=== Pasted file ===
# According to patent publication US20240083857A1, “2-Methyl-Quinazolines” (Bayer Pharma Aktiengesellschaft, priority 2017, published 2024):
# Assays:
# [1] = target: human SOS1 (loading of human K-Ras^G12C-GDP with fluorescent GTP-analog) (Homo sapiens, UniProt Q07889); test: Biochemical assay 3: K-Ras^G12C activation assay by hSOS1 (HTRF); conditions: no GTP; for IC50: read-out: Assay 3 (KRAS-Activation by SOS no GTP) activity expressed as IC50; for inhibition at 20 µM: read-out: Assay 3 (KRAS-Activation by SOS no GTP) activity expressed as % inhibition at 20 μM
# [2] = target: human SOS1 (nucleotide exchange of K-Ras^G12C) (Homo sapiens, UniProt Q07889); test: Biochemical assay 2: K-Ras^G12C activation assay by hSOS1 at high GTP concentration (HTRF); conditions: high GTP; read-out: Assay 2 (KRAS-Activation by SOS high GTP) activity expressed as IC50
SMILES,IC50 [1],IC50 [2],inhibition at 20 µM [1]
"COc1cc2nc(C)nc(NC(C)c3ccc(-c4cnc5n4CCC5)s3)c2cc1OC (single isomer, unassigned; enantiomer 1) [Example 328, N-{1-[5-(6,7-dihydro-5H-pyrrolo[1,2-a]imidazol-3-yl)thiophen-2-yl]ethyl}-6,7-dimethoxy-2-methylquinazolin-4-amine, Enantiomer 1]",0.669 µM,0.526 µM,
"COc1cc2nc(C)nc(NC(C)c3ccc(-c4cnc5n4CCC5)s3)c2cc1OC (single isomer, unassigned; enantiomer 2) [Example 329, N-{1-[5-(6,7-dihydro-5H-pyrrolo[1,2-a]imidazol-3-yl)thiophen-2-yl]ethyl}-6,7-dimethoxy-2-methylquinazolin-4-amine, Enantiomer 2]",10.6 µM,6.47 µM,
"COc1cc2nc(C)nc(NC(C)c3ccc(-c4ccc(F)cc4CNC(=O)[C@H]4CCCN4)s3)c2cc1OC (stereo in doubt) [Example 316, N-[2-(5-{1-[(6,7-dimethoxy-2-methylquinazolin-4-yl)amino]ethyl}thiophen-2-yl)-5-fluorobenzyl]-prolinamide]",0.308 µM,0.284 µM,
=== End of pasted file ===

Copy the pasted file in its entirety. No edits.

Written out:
# According to patent publication US20240083857A1, “2-Methyl-Quinazolines” (Bayer Pharma Aktiengesellschaft, priority 2017, published 2024):
# Assays:
# [1] = target: human SOS1 (loading of human K-Ras^G12C-GDP with fluorescent GTP-analog) (Homo sapiens, UniProt Q07889); test: Biochemical assay 3: K-Ras^G12C activation assay by hSOS1 (HTRF); conditions: no GTP; for IC50: read-out: Assay 3 (KRAS-Activation by SOS no GTP) activity expressed as IC50; for inhibition at 20 µM: read-out: Assay 3 (KRAS-Activation by SOS no GTP) activity expressed as % inhibition at 20 μM
# [2] = target: human SOS1 (nucleotide exchange of K-Ras^G12C) (Homo sapiens, UniProt Q07889); test: Biochemical assay 2: K-Ras^G12C activation assay by hSOS1 at high GTP concentration (HTRF); conditions: high GTP; read-out: Assay 2 (KRAS-Activation by SOS high GTP) activity expressed as IC50
SMILES,IC50 [1],IC50 [2],inhibition at 20 µM [1]
"COc1cc2nc(C)nc(NC(C)c3ccc(-c4cnc5n4CCC5)s3)c2cc1OC (single isomer, unassigned; enantiomer 1) [Example 328, N-{1-[5-(6,7-dihydro-5H-pyrrolo[1,2-a]imidazol-3-yl)thiophen-2-yl]ethyl}-6,7-dimethoxy-2-methylquinazolin-4-amine, Enantiomer 1]",0.669 µM,0.526 µM,
"COc1cc2nc(C)nc(NC(C)c3ccc(-c4cnc5n4CCC5)s3)c2cc1OC (single isomer, unassigned; enantiomer 2) [Example 329, N-{1-[5-(6,7-dihydro-5H-pyrrolo[1,2-a]imidazol-3-yl)thiophen-2-yl]ethyl}-6,7-dimethoxy-2-methylquinazolin-4-amine, Enantiomer 2]",10.6 µM,6.47 µM,
"COc1cc2nc(C)nc(NC(C)c3ccc(-c4ccc(F)cc4CNC(=O)[C@H]4CCCN4)s3)c2cc1OC (stereo in doubt) [Example 316, N-[2-(5-{1-[(6,7-dimethoxy-2-methylquinazolin-4-yl)amino]ethyl}thiophen-2-yl)-5-fluorobenzyl]-prolinamide]",0.308 µM,0.284 µM,